The Gudahandi hills are situated in the vicinity of Khaligarh, a tiny villoage close to the Koraput District boarder, about 17.6 K.Ms North-East of Ampani. Ampani is 77 K.Ms from Bhawanipatna on the road towards Nawarangpur. In the Gudahandi hills are some ancient caves bearing pictographic paintings of remote antiquity, Khaligarh is a very out of the way place, the 17.6 K.Ms of Ampani being cart tracxt parts of which pass through dense forest.
Three small hills, all of curved length, are together known as the Gudahandi hills. The North and the South hills join eachother in the East leaving a courtyard like vally in between which is open towards the West. This valley is paved by a huge block of stone slopping down to the East. Just at the foot of these hills facing the valley are rows of caves. Excepting one in the North, all the caves are small in size.Although at places hewed to shape by human hand they generally appear to have been formed bynature itself in red slate stone. Pictographic paintings in Red and Black colours appear at the entrances of some of caves in the Southern row. These have not yet been thoroughly studied but it is generally surmised that they bear approximately to the picture scripts of the Indus Valley Civilisation. Besides Gudahandi in Kalahandi District, Bikramkhol and Ulapgarh in Sambalpur District and Naraj in Cuttack District also possess some writings resembling pictographic paintings. a fact indicative of pre-historic man’s habitation in Orissa.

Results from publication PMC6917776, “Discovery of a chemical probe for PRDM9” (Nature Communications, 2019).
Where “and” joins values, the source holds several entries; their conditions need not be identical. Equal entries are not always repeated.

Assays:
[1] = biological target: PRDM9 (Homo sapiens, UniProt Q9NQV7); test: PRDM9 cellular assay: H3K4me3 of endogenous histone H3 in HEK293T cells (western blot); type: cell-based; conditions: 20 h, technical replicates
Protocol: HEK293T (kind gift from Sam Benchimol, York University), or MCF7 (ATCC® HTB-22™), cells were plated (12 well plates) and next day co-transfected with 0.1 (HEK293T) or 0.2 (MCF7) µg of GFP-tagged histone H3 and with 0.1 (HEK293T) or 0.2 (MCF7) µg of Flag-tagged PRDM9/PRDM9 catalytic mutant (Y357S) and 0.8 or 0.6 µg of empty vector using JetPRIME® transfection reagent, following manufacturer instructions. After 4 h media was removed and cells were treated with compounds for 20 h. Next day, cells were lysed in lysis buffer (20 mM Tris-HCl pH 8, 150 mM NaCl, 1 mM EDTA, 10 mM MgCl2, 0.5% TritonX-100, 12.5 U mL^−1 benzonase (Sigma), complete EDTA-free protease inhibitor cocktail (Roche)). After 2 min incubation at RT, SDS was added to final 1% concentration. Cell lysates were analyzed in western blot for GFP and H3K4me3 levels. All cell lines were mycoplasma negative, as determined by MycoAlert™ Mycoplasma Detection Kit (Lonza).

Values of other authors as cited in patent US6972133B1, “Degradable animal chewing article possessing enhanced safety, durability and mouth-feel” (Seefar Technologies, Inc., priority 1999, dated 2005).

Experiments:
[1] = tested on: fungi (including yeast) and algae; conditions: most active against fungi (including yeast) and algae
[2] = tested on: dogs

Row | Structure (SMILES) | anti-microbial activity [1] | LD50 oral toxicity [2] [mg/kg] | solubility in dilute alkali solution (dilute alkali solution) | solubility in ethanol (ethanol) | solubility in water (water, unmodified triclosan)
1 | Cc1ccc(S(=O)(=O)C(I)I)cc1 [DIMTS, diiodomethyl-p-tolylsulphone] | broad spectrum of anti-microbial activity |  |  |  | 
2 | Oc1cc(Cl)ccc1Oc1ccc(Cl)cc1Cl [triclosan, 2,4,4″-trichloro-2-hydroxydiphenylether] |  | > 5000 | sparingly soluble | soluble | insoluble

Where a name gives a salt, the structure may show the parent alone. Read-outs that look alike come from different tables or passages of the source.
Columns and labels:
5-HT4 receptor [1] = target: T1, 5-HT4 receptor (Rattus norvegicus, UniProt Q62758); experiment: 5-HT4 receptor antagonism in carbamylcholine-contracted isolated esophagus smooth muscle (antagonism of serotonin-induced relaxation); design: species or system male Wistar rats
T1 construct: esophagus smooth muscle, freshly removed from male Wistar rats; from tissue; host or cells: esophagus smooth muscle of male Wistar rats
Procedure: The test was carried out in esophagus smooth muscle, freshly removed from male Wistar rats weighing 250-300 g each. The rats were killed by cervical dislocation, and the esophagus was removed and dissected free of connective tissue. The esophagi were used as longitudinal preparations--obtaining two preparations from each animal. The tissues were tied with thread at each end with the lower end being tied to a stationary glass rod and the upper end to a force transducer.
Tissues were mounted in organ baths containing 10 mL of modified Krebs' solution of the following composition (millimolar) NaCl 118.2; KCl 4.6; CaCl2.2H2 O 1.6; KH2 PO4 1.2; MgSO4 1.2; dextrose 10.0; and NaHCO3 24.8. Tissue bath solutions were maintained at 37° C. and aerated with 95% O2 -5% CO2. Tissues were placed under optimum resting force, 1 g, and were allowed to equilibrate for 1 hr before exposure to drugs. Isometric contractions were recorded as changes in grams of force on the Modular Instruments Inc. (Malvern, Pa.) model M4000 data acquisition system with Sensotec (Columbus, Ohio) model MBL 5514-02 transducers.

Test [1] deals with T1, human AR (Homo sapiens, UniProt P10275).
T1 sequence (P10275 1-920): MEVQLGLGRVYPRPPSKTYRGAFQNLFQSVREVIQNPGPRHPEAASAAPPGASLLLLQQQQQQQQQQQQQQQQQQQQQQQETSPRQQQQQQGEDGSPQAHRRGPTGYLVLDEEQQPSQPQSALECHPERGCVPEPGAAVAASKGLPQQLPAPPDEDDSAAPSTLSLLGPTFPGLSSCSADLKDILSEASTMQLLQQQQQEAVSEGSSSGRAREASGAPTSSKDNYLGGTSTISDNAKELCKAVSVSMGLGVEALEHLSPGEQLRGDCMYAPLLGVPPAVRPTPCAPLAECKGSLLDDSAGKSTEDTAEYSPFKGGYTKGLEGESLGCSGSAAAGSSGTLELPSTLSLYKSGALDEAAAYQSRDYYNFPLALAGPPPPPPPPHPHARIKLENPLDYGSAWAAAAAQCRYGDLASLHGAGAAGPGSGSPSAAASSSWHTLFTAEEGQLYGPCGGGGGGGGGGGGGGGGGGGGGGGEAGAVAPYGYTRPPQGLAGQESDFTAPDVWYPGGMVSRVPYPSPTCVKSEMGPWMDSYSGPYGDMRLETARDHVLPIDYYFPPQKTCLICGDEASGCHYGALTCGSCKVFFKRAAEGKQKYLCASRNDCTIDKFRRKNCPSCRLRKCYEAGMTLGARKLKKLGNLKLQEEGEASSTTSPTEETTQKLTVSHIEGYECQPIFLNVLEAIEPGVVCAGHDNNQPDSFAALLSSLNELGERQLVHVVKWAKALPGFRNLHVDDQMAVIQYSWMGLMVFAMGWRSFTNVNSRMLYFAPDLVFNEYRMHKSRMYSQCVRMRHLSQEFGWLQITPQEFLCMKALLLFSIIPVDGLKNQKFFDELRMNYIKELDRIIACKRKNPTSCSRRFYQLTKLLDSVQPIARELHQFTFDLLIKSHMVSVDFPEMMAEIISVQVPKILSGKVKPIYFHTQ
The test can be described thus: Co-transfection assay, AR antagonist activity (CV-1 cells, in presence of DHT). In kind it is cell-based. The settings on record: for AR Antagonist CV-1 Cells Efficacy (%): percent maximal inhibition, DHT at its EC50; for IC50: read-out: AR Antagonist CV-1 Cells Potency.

The third hill extending North to South stands like a way to the immediate West of the Valley. But as this hill does not join with the other two, the valley is approachable from the North as well as from the South by a narrow pass.All the three hills taken together have the appearance of a pot with a lid on. The name Gudahandi, meaning a pot, for molasses, may have its origin in the impression its shape apprently conveys.
A rivulet named Behera flows past the village. There are remains of a veryold dam across this revulet, local people call it the work of Bhima, the second of the Pandavas.